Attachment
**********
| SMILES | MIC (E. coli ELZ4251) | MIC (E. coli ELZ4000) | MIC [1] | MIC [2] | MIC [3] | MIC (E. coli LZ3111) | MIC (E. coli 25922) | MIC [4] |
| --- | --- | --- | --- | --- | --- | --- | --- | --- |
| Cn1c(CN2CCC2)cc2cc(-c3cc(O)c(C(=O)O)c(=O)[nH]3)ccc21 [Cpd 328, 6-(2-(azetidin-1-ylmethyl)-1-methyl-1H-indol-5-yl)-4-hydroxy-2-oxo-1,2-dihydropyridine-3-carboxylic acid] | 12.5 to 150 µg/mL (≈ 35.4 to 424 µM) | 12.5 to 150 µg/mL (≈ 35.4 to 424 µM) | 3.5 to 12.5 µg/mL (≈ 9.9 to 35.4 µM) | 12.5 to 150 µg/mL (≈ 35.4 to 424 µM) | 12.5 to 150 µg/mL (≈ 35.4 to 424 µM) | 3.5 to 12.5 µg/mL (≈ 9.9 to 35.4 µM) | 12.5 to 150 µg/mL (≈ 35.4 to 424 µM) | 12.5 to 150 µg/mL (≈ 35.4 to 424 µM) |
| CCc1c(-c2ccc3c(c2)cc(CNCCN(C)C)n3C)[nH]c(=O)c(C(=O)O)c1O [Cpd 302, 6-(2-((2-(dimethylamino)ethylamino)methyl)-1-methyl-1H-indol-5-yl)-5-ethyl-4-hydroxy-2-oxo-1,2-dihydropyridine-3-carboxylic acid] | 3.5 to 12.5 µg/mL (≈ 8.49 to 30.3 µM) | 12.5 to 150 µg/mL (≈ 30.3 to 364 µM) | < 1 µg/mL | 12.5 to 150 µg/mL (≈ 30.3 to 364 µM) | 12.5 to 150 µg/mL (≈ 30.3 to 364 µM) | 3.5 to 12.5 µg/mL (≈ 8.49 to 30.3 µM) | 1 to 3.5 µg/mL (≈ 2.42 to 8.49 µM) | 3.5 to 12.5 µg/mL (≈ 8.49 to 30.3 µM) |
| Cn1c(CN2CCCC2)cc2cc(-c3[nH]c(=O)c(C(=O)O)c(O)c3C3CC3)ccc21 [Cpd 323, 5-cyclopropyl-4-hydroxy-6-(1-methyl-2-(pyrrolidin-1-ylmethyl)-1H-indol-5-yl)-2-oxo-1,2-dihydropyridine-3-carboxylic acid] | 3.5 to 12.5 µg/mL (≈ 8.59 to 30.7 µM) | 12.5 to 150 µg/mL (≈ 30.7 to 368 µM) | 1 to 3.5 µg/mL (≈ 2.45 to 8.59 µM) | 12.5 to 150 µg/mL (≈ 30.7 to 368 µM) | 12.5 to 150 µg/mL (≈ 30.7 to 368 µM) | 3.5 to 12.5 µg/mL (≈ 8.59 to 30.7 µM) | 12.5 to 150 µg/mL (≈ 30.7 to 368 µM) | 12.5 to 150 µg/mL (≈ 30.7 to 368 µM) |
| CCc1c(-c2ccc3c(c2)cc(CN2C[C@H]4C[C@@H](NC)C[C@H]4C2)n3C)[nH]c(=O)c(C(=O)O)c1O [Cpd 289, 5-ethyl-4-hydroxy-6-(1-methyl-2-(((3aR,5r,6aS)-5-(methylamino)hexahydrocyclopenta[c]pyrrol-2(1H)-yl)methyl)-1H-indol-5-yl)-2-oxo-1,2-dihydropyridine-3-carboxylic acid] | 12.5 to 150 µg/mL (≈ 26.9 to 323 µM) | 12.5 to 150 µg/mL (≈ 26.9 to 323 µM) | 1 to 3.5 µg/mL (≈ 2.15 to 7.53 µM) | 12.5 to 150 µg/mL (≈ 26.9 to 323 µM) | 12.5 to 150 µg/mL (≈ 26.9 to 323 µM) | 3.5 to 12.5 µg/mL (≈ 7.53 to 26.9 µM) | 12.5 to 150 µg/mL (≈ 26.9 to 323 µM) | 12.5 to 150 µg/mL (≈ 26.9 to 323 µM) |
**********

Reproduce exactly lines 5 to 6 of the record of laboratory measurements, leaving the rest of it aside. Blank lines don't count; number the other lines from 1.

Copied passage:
| Cn1c(CN2CCCC2)cc2cc(-c3[nH]c(=O)c(C(=O)O)c(O)c3C3CC3)ccc21 [Cpd 323, 5-cyclopropyl-4-hydroxy-6-(1-methyl-2-(pyrrolidin-1-ylmethyl)-1H-indol-5-yl)-2-oxo-1,2-dihydropyridine-3-carboxylic acid] | 3.5 to 12.5 µg/mL (≈ 8.59 to 30.7 µM) | 12.5 to 150 µg/mL (≈ 30.7 to 368 µM) | 1 to 3.5 µg/mL (≈ 2.45 to 8.59 µM) | 12.5 to 150 µg/mL (≈ 30.7 to 368 µM) | 12.5 to 150 µg/mL (≈ 30.7 to 368 µM) | 3.5 to 12.5 µg/mL (≈ 8.59 to 30.7 µM) | 12.5 to 150 µg/mL (≈ 30.7 to 368 µM) | 12.5 to 150 µg/mL (≈ 30.7 to 368 µM) |
| CCc1c(-c2ccc3c(c2)cc(CN2C[C@H]4C[C@@H](NC)C[C@H]4C2)n3C)[nH]c(=O)c(C(=O)O)c1O [Cpd 289, 5-ethyl-4-hydroxy-6-(1-methyl-2-(((3aR,5r,6aS)-5-(methylamino)hexahydrocyclopenta[c]pyrrol-2(1H)-yl)methyl)-1H-indol-5-yl)-2-oxo-1,2-dihydropyridine-3-carboxylic acid] | 12.5 to 150 µg/mL (≈ 26.9 to 323 µM) | 12.5 to 150 µg/mL (≈ 26.9 to 323 µM) | 1 to 3.5 µg/mL (≈ 2.15 to 7.53 µM) | 12.5 to 150 µg/mL (≈ 26.9 to 323 µM) | 12.5 to 150 µg/mL (≈ 26.9 to 323 µM) | 3.5 to 12.5 µg/mL (≈ 7.53 to 26.9 µM) | 12.5 to 150 µg/mL (≈ 26.9 to 323 µM) | 12.5 to 150 µg/mL (≈ 26.9 to 323 µM) |